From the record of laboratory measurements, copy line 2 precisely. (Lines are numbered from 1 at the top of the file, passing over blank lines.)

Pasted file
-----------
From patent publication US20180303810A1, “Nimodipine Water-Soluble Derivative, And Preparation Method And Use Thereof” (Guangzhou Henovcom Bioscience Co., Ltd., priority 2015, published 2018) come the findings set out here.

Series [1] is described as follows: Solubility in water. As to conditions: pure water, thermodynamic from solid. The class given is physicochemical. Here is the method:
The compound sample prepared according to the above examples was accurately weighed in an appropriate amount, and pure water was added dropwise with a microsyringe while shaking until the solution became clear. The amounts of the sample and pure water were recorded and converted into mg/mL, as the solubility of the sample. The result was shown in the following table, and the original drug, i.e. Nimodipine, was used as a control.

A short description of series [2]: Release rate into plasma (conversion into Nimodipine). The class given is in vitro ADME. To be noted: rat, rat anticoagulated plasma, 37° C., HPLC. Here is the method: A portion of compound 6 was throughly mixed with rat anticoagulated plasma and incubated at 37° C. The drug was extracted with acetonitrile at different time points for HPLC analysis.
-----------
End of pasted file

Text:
Series [1] is described as follows: Solubility in water. As to conditions: pure water, thermodynamic from solid. The class given is physicochemical. Here is the method: